They were both too frightened to speak for a few minutes. The same thing was rushing through their heads and there was no need to say what it was. Only a solution was needed, and neither of them could find it. At last Mrs. Shelton said, “You didn’t give the operator the name or address. Maybe—”

“We’ll see,” he said, and went into the living room and stretched out on the couch.

Mrs. Shelton went to the front windows and drew the shades. Then she came back to the couch and proceeded to walk up and down beside it, her breasts rising and falling with the heavy rhythm of her breathing.

Nothing happened for nearly an hour. They even made a pass at undressing, just as though he had not shouted frantically into the telephone that his house had been robbed. But they were hardly out of their clothes when the doorbell rang. In dressing gown and slippers Shelton went down the stairs with his wife behind him. In the presence of strangers he always knew how to look calm, so much so that when he opened the door and let the two policemen in, he appeared almost sleepy.

The question of his having hung up without giving his name was cleared away first: He had been too excited to give that detail to the operator. The officers then went about inspecting the premises. That completed, Shelton and his wife sat in the living room with them and gave a detailed description of the seven pieces of jewelry that had been taken from the safe, and the silver service, and the old Persian lamb coat, and the other items, all of which were noted in a black-covered pad that one policeman wrote in. When Shelton had closed the door behind the two officers, he stood thinking for a while, and his wife waited for his word. Finally he said, “We’ll report the jewelry to the insurance company tomorrow.”

“What about the money?”

“How can I mention the money?” She knew there was no answer to that one, but it was hard, nevertheless, to give up $91,000 without a complaint.

In bed they lay without moving. Thinking. “What’ll we do,” she asked, “if they find the crook and he’s still got the money?”

A long time later, Shelton said, “They never catch thieves.”

Eight days passed, in fact, before Shelton’s opinion was proved wrong. The telephone rang at dinnertime. He covered the mouthpiece with his palm and turned to his wife. “They want me to come down and identify the stuff.” There was a quavering note in his voice.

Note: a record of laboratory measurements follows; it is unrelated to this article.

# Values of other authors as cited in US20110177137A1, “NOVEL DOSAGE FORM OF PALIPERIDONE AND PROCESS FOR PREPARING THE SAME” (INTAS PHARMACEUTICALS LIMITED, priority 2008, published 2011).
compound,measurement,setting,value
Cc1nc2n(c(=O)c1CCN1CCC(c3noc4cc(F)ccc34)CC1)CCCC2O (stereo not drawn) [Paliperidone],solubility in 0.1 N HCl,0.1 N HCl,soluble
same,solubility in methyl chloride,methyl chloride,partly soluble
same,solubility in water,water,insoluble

“What about the money?” she whispered.

“They didn’t mention the money,” he said, questioning her with his eyes.

“Maybe tell them you’re too sick to go now.”

“I’ll have to go sometime.”

“Try to find out first if they found the money.”

“I can’t ask them, can I?” he said angrily, and turned again to the telephone and said he would be right over.

He drove slowly. The new, purring engine, the $1900 car for which he could easily get 4,000 cash carried him effortlessly toward the police station. He drove slumped in the scat. As though to rehearse, he kept repeating the same sentence in his mind: I am simply a dealer, I am simply a dealer; I keep that much cash on hand to buy cars with. It sounded all right, businesslike. But was it possible they were that dumb? Maybe. They were just plain cops. Plain cops might not realize that 91,000 was too much to have in a safe for that purpose. And still, it was possible they would not stumble on the truth at all, not know that cash in a home safe was probably not entered on any ledger or income-tax form. Cops did not know much about big money, he felt. And yet — $91,000. Oh! $91,000! His insides grew cool at the thought of it. Not 20,000, or 40,000, not even 75,000, but $91,000. His retirement, his whole future ease, his very sureness of gait lay entirely in that money. It had become a tingling sensation for him, a smell, a feeling, a taste — $91,000 cash money in his safe at home. He had even stopped bothering to read the papers in the past year. Nothing that happened in the world could touch him while he had $91,000 in his closet.



Copyright, 1947, by Arthur Miller